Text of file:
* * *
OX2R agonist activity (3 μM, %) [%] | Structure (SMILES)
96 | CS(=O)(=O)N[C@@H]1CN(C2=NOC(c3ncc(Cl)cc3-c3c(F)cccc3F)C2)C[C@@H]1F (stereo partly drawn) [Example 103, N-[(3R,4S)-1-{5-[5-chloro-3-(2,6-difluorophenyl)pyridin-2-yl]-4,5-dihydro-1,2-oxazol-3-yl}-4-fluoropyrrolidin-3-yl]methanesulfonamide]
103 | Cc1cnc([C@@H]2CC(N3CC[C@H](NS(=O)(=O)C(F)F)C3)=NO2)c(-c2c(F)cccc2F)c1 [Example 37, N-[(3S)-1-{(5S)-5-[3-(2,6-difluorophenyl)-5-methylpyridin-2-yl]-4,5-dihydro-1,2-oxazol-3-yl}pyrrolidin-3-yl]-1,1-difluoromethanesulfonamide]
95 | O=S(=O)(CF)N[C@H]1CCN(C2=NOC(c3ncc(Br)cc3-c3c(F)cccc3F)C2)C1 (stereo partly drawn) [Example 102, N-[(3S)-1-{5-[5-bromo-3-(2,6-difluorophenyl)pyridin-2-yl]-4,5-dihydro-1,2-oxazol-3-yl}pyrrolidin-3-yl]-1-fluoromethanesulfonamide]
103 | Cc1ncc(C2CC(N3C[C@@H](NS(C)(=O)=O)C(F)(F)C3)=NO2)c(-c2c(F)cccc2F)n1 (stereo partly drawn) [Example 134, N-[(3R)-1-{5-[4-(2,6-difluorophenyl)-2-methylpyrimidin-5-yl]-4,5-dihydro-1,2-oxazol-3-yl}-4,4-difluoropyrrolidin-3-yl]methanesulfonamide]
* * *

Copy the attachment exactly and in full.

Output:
OX2R agonist activity (3 μM, %) [%] | Structure (SMILES)
96 | CS(=O)(=O)N[C@@H]1CN(C2=NOC(c3ncc(Cl)cc3-c3c(F)cccc3F)C2)C[C@@H]1F (stereo partly drawn) [Example 103, N-[(3R,4S)-1-{5-[5-chloro-3-(2,6-difluorophenyl)pyridin-2-yl]-4,5-dihydro-1,2-oxazol-3-yl}-4-fluoropyrrolidin-3-yl]methanesulfonamide]
103 | Cc1cnc([C@@H]2CC(N3CC[C@H](NS(=O)(=O)C(F)F)C3)=NO2)c(-c2c(F)cccc2F)c1 [Example 37, N-[(3S)-1-{(5S)-5-[3-(2,6-difluorophenyl)-5-methylpyridin-2-yl]-4,5-dihydro-1,2-oxazol-3-yl}pyrrolidin-3-yl]-1,1-difluoromethanesulfonamide]
95 | O=S(=O)(CF)N[C@H]1CCN(C2=NOC(c3ncc(Br)cc3-c3c(F)cccc3F)C2)C1 (stereo partly drawn) [Example 102, N-[(3S)-1-{5-[5-bromo-3-(2,6-difluorophenyl)pyridin-2-yl]-4,5-dihydro-1,2-oxazol-3-yl}pyrrolidin-3-yl]-1-fluoromethanesulfonamide]
103 | Cc1ncc(C2CC(N3C[C@@H](NS(C)(=O)=O)C(F)(F)C3)=NO2)c(-c2c(F)cccc2F)n1 (stereo partly drawn) [Example 134, N-[(3R)-1-{5-[4-(2,6-difluorophenyl)-2-methylpyrimidin-5-yl]-4,5-dihydro-1,2-oxazol-3-yl}-4,4-difluoropyrrolidin-3-yl]methanesulfonamide]